9 Ways The Government Shutdown Could Affect Your Health
October 01, 2013 | By Arthur Delaney | The Huffington Post | Link to article
The government shutdown is underway, as a dispute about President Obama's Affordable Care Act led to a partisan stalemate over a funding bill. The ACA will go forward, with health exchanges opening today, but that doesn't mean the shutdown won't have an impact on the health of Americans.
Here are nine ways the shutdown could affect your health, a reminder of just how crucial government resources can be in protecting and improving our health and well-being.
Nutritional support for women and children will be suspended
While most government "safety net" programs, like retirement and welfare, won't be shut down, that's not the case for a program that ensures nutrition, counseling and food benefits to low-income pregnant women and new mothers. The USDA's Special Supplemental Nutrition Program for Women, Infants and Children (WIC) will not stay in operation, HuffPost reported on Saturday.
"States can probably shelter families receiving WIC from the effects of a shutdown for a short period, but it could be a real problem if it lasts more than a few days," policy analyst Elizabeth Lower-Basch of the Center for Law and Social Policy told HuffPost's Arthur Delaney.
Environmental health protection will be compromised
The good news is that Environmental Protection Agency employees who focus on public health and safety (including use of food, drugs and hazardous materials) will be allowed to come to work. The bad news? Those who work toward the long-term safety of human health will not. In other words, as HuffPost's Kate Sheppard reported, only employees whose work relates to an "imminent threat" to public health will be allowed to continue. Not included in this category? People who are working to clean up 505 Superfund sites in 47 states.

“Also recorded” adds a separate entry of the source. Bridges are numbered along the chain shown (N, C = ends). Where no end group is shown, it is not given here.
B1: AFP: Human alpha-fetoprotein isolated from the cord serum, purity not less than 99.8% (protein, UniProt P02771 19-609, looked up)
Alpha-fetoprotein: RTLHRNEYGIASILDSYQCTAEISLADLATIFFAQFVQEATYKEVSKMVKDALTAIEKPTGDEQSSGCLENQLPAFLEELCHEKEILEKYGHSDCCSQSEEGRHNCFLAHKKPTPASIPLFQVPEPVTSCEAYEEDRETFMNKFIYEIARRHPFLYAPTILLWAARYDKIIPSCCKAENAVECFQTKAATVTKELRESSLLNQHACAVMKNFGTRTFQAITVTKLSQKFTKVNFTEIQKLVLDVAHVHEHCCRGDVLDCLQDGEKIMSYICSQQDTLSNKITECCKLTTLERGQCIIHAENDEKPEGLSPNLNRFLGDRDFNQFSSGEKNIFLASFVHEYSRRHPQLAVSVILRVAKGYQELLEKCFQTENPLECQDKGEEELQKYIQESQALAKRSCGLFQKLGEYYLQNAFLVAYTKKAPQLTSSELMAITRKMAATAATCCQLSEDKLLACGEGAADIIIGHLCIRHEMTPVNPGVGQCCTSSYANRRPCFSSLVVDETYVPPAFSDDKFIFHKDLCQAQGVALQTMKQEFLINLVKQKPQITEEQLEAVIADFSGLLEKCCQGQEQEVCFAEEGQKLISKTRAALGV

Food safety could be at risk
The Food and Drug Administration will put half its employees on furlough. While a skeleton staff will handle high-risk recalls, regular food inspections will be suspended, reports NBC.
Obamacare will be marginalized
The Affordable Care Act has been implemented, uninterrupted, despite the shutdown, but that doesn't mean things will be seamless, reports BuzzFeed's Evan McMorris-Santoro:
Health policy observers say that by blowing the opening of health care exchanges off the front page and making it more difficult to correct glitches in the online registration system -- the means by which most young people will interact with Obamacare -- a shutdown has the potential to significantly impact the health care law, at least in the near term.
You might not be able to go for that run
In light of some of the more dire consequences for vulnerable sections of the population, this might seem trivial. But closure of federally-funded recreational areas like bike and running paths and public parks could have a negative effect on public well-being. Many who are unable to afford gym memberships rely on public areas to get regular exercise. And research shows that availability of public parks is associated with overall public health, disproportionally benefitting under-served populations.
"Public parks are critical resources for physical activity in minority communities. Because residential proximity is strongly associated with physical activity and park use, the number and location of parks are currently insufficient to serve local populations well," wrote researchers of a survey on park use, published in the American Journal of Public Health.
Medical research won't move forward
The National Institutes of Health will not add new patients to life-saving clinical trials during the shutdown, reports NBC. And that could delay crucial new trials.
Neither will new drug approvals
What's more, the FDA will be unable to continue its review and approval process of new drugs. Here are five drugs that were scheduled for October reviews and that may now face delays under a government shutdown. They include a new osteoporosis drug for postmenopausal women and a new approval for the cancer drug methotrexate to treat rheumatoid arthritis.
Workers are no longer safe
Federal occupational safety inspectors are part of the 800,000 furloughed federal employees, meaning that inspections in the workplace -- at construction sites and other potentially hazardous environments -- will come to a stop, reports CBS.
The flu (and other diseases) may spread
HuffPost's Adam Goldberg reported that the U.S. Centers for Disease Control and Prevention will have to stop their seasonal influenza program, which has been critical in tracking and preventing the spread of flu in previous years.
And the CDC's work abroad to track and limit the spread of infectious disease will also come to a halt, NBC reports.